Letters to the Editor

Letters: ‘What truly makes us rich’

Amanda Crowston with ARMS by an urban creek that they found fish in at the corner of 222nd St. and 126th Ave. in Maple Ridge in 2012. - The News/Files
Amanda Crowston with ARMS by an urban creek that they found fish in at the corner of 222nd St. and 126th Ave. in Maple Ridge in 2012.
— image credit: The News/Files

Editor, The News:

Re: ‘Roll back stream setbacks’ (The News, April 16).

When is enough, enough?

When it comes to the realtors, developers and certain members of Maple Ridge council, it would seem that the answer is never.

The other morning, I poured my coffee, sat down with the paper, and the first thing I read was how Coun. Al  Hogarth wants to change our stream protection rules.

I can’t help but wonder, Mr. Hogarth, what do you stand to gain from this?

Perhaps you hold a large parcel of land that sits next to one of our amazing salmon bearing streams, and under the current setbacks, won’t allow you to build a 200-home subdivision? (Just what this town needs)

Or do you see a potentially missed opportunity to sell more units and grow your bottom line?

Let me know if I am getting warmer.

Maybe I am way off base, and your only motive truly is to prevent the further spread of invasive species such as blackberries and knotweed.

It would seem to me, though, paving every square inch of Maple Ridge to prevent growth of an invasive species makes us humans the most invasive species of all.

One only needs to take a look at the  Silver Valley or Albion corridors to see just how invasive we truly are.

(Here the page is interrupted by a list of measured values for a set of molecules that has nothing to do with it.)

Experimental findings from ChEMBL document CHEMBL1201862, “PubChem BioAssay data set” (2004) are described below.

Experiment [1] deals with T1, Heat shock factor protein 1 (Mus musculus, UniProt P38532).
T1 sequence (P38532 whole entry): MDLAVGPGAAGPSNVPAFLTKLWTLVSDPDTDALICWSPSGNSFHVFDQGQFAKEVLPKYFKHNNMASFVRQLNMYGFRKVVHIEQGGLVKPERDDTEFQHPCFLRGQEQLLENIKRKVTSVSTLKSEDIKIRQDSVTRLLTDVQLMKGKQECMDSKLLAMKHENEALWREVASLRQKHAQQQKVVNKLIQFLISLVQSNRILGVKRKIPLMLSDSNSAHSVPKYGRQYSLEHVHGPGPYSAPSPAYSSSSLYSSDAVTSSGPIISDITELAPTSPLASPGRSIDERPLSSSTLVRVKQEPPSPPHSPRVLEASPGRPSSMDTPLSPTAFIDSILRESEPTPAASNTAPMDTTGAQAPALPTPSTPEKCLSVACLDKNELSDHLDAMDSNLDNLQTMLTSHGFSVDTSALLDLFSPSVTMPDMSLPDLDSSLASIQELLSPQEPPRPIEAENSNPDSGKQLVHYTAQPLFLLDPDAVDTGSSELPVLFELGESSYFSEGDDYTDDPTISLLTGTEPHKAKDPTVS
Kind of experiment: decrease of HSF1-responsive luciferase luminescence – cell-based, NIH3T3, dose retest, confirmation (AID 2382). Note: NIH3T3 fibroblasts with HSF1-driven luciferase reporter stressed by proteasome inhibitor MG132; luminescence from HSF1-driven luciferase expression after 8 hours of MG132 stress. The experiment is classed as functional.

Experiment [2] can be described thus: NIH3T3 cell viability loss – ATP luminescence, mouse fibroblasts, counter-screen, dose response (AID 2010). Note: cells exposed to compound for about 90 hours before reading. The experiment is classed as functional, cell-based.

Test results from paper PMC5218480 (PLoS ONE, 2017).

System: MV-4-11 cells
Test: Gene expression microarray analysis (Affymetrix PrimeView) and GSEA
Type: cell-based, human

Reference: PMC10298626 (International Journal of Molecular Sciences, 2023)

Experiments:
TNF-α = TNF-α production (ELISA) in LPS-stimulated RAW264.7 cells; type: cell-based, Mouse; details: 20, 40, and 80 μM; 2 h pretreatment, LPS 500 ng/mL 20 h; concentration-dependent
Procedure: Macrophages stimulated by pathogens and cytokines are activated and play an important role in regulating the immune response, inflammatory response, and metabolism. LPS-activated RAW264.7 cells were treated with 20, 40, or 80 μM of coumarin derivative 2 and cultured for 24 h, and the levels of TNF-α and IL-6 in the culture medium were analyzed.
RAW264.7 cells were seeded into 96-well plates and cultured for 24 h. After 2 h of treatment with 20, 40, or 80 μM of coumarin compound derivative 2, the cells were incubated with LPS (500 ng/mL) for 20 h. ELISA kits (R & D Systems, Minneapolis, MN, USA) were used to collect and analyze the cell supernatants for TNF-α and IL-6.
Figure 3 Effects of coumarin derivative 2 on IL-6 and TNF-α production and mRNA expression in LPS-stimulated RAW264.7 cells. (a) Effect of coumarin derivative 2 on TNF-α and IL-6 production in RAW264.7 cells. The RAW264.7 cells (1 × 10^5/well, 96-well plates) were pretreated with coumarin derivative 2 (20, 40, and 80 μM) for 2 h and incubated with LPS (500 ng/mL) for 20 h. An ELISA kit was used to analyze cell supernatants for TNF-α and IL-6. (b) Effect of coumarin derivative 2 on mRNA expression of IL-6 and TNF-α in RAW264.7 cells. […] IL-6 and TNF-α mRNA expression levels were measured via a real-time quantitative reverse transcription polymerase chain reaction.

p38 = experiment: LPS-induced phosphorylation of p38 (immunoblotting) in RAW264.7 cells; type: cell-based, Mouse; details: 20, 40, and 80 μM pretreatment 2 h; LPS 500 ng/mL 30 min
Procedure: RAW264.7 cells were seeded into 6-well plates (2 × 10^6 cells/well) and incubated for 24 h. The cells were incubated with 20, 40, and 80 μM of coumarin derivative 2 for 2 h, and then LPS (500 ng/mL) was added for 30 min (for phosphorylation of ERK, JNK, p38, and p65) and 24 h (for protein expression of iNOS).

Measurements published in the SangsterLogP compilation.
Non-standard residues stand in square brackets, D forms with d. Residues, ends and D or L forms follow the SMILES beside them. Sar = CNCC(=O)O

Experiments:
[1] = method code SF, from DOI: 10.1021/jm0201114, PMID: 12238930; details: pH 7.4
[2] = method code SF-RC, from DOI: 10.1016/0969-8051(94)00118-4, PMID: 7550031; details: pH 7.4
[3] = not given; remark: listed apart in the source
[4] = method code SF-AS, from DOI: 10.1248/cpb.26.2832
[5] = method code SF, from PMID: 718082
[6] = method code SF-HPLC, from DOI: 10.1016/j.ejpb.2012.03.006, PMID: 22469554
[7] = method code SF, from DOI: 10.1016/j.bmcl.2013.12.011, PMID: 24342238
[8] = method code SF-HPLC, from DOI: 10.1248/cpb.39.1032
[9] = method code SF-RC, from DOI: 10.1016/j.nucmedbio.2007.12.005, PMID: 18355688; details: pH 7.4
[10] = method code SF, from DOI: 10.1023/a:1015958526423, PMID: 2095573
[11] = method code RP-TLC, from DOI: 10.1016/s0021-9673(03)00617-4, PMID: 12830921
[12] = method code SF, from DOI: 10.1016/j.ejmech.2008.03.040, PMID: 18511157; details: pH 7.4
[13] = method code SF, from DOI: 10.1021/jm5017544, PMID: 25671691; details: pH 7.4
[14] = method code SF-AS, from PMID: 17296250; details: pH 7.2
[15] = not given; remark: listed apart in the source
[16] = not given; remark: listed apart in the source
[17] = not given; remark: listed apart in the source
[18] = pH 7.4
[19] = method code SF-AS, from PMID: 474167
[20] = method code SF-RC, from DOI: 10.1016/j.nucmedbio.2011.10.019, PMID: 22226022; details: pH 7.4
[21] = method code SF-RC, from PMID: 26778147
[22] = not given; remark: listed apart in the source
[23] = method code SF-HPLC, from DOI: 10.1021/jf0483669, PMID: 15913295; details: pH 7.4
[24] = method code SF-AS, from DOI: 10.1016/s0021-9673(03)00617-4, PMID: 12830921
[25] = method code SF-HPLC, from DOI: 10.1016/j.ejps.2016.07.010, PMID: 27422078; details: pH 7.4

This is where you tell me about all the awards the Silver Valley development has won for its intuitive building schemes and control of water runoff.

To that, I would say:  watch the papers this summer for yet another story about a bear or cougar that had to be destroyed because it just wouldn’t stay out of ‘our’ territory.

I grew up in this town and have fond memories of a childhood lived here – entire days spent exploring the wilderness areas full of creeks, tall trees and wild animals.

I am trying my hardest to teach my children the value of living in an area as beautiful as ours, but the voracious greed and ignorance of developers and some members of council is making that task very difficult.

Do our children not deserve to experience some of the remaining beauty that only the slow hand of time and mother nature can create?

Or is a gravel path meandering behind a subdivision of identical homes considered wilderness enough?

Should our children be content with someone else catching their fish instead of us teaching them to catch one from their own back yards?

If we keep down this current path regarding the development of Maple Ridge, our children will have no choice but to be content with it.

In closing, I pose a question: if someone were to try and take from us, our hard-earned money or the material possessions by which we define how rich our lives are, would that person not meet with strong resistance?

So why then, do we allow developers and our elected officials to take from us that which truly makes us rich?

Travis Heppner

Maple Ridge

Editor’s note: the motion to replace streamside protection regulations, developed by senior and local government scientists and environmental groups, with less stringent rules was defeated by council Tuesday, 6-1.

 

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